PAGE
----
We admit we've been curious about what it would be like. While everybody and their dog could see that newly anointed Gov. Greg Abbott would essentially be like a grumpier Rick Perry with worse hair, things were really up in the air about our new first lady, Cecilia Abbott. What would the first Latina to hold the spot of governor's wife in the great state of Texas choose to do with her power? The options seemed limitless and anything seemed possible.
Well, that ended fast. While her husband is pretty much living up to expectations since taking office this week, Cecilia Abbott has already gone and surprised us by signing on to headline a massive pro-life (aka anti-abortion) rally in Austin on Saturday. The rally is supposedly being held to "commemorate" the 42nd anniversary of the U.S. Supreme Court decision in Roe v. Wade, which made access to abortions a constitutional right, although we're betting this rally isn't exactly about celebrating a woman's right to choose.
Anyway, at 12:30 p.m. tomorrow thousands of people (according to a press release) will gather and then the whole group is going to march through the streets of Austin to wind up at the steps of the Capitol Building. And once there, Cecilia Abbott will be the headliner.
She won't be alone, by any means. Our new Texas Land Commissioner George P. Bush will also be on hand along with some religious types, the heads of Texas Alliance for Life and Center Texas Coalition for Life and, of course, some speakers who have either survived abortions or have seen the light, reformed and gotten as far from Planned Parenthood as possible.
But still it's Cecilia Abbott signing up to be front and center at this particular rally less than a week after taking office that gives us pause. Of all the things she could choose to focus on -- and let's face it, between education, child poverty, healthcare issues or even something more benign like child obesity, there are plenty of issues to choose from in the Lone Star State -- deciding to show up at this rally is the biggest indicator yet that the days of the Perry way of doing things are long gone.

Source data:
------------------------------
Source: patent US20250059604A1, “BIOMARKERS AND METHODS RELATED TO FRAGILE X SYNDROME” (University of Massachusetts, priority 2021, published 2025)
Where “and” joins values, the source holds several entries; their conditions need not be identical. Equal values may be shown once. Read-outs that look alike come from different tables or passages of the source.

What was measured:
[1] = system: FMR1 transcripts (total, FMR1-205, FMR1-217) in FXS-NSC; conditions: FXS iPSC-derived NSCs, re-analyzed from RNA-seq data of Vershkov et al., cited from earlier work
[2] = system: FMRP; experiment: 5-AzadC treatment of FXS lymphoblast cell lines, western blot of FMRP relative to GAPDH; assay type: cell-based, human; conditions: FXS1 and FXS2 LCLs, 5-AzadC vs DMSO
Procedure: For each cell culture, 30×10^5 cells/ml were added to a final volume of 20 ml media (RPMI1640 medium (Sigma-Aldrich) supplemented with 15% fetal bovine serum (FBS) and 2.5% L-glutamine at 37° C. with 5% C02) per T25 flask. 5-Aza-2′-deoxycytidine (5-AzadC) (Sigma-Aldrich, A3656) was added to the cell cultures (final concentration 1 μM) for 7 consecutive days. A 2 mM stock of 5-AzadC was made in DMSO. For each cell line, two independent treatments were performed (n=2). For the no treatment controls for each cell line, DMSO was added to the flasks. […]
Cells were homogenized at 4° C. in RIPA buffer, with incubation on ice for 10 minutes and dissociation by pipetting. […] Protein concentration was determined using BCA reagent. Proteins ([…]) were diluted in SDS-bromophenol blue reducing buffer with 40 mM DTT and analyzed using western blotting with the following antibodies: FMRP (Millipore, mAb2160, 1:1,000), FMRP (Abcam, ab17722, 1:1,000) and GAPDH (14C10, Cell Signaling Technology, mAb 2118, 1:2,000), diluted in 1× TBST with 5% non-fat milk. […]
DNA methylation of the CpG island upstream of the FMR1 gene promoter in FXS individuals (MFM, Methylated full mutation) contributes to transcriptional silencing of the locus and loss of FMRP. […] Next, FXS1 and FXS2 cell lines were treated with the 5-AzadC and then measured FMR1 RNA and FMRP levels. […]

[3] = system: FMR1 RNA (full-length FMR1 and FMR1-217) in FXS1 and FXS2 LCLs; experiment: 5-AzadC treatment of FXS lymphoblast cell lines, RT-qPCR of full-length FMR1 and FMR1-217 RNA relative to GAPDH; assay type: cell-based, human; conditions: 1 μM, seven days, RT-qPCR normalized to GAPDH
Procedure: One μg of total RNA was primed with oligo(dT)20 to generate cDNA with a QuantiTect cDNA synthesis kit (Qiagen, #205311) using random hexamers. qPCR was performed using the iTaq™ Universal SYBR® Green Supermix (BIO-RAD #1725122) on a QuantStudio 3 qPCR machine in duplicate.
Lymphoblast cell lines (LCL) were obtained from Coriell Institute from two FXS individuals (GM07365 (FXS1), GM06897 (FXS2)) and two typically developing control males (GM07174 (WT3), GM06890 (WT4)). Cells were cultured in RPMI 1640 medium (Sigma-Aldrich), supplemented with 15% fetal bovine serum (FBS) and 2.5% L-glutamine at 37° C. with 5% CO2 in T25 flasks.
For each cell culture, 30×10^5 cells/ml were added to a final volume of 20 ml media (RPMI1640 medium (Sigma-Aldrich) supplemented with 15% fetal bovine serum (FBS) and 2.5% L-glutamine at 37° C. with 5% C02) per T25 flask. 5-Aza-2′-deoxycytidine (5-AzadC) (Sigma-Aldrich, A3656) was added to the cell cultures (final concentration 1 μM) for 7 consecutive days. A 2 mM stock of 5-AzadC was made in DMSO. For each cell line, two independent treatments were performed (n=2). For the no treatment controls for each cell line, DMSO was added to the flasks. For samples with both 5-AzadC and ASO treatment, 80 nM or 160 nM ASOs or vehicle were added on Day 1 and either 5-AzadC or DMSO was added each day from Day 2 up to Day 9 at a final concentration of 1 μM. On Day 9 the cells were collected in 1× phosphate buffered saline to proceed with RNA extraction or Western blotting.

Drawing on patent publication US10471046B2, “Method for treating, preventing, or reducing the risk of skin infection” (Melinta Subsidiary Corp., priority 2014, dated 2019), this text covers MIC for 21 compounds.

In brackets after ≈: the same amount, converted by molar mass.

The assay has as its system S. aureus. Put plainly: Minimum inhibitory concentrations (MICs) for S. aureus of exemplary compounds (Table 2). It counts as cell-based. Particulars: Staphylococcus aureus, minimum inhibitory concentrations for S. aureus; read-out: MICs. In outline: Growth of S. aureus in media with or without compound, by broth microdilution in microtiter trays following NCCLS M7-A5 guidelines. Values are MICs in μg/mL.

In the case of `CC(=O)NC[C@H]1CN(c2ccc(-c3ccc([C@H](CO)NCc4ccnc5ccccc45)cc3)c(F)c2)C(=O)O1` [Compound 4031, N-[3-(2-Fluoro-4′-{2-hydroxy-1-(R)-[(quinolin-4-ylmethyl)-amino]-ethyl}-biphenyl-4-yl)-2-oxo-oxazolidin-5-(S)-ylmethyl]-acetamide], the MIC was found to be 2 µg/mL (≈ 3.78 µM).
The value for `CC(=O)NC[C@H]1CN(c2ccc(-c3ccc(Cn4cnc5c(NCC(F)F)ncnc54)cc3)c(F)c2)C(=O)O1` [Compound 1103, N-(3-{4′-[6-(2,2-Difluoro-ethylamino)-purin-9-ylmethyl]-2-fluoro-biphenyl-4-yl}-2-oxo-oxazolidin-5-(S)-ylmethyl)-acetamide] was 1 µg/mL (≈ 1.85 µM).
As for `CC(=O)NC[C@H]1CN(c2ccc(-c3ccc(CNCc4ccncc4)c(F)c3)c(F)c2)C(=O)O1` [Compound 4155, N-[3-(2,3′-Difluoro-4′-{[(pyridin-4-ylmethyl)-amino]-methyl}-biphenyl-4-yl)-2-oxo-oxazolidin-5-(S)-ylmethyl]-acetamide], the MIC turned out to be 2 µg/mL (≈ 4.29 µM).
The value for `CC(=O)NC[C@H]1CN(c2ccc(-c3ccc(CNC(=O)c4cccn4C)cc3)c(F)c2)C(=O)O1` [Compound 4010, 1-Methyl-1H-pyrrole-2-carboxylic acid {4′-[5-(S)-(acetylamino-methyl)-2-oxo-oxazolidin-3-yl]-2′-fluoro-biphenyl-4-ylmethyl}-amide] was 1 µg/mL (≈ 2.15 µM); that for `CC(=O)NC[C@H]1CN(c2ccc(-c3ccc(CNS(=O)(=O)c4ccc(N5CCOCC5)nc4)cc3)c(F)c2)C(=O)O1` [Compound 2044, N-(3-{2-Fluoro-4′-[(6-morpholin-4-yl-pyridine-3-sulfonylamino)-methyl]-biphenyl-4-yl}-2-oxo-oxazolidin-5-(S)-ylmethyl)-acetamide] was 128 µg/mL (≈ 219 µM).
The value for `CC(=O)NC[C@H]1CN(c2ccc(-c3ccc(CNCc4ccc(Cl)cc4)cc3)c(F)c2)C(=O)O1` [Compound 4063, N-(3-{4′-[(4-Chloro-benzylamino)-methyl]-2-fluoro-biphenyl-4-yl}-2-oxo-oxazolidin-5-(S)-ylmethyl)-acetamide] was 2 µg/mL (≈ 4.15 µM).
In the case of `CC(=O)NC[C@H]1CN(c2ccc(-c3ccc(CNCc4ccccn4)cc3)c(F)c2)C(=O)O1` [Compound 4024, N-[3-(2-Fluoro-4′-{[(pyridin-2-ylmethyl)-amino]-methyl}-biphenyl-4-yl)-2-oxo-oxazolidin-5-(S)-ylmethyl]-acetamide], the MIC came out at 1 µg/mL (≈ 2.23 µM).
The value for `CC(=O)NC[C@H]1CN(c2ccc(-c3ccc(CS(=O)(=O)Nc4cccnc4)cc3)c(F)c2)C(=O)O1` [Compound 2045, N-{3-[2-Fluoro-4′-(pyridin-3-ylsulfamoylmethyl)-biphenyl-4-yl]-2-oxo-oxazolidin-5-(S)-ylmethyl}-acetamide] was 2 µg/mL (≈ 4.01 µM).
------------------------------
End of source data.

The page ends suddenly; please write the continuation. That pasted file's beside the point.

And what, you ask, was the Perry way? Well, see former first lady Anita Perry obviously agreed enough with the best head of hair to ever enter professional politics to marry the guy and stay married to him. But Anita Perry also had a habit of having opinions that weren't always, you know, exactly the same as her husband's. For one thing, as recently as 2013, Anita Perry sounded off on abortion in the midst of the fierce fight over abortion restrictions in Texas (right around the time former gubernatorial candidate Wendy Davis used the same issue to rocket to the national political stage), saying she believes a woman has a right to choose what happens to her own body.
Specifically, she got on the subject during an interview with Texas Tribune editor Evan Smith, was asked about abortion and then, wonder of wonders, she gave her opinion on the matter. "That's really difficult for me, Evan, because I see it as a women's right," she said. "If they want to do that, that is their decision, they have to live with that decision."
"Yeah, that could be a women's right. Just like it's a man's right if he wants to have some kind of procedure. But I don't agree with it, and that's not my view," she elaborated. "You know, the older that I get, there are two sides to every nickel."
Of course it's worth noting that Rick Perry -- the guy that oversaw the enacting of some of the most stringent anti-abortion laws in the country -- got out and tried to "mansplain" the whole thing away, claiming his wife just "[stuck] the wrong word in the wrong place." However, Anita Perry never said a word after that to back away from her statement.
Now, of course we're not saying that Cecilia Abbott isn't making up her own mind on this issue, because she probably is. But the fact remains that this is one of her first steps onto the political stage as the first lady. And every move she makes is shaping the public image that she's going to be toting around for the foreseeable future (she doesn't even have her own Wikipedia page as of right now). And she's already choosing to use the power of her non-elected-but-still-public office to provide even more backing on a controversial issue right out the gate. The move doesn't bode well for those hoping for some Anita Perry-esque surprises over the next four years.
Also, we didn't think it would be this soon, but we already kind of miss the Perrys. Weird right?
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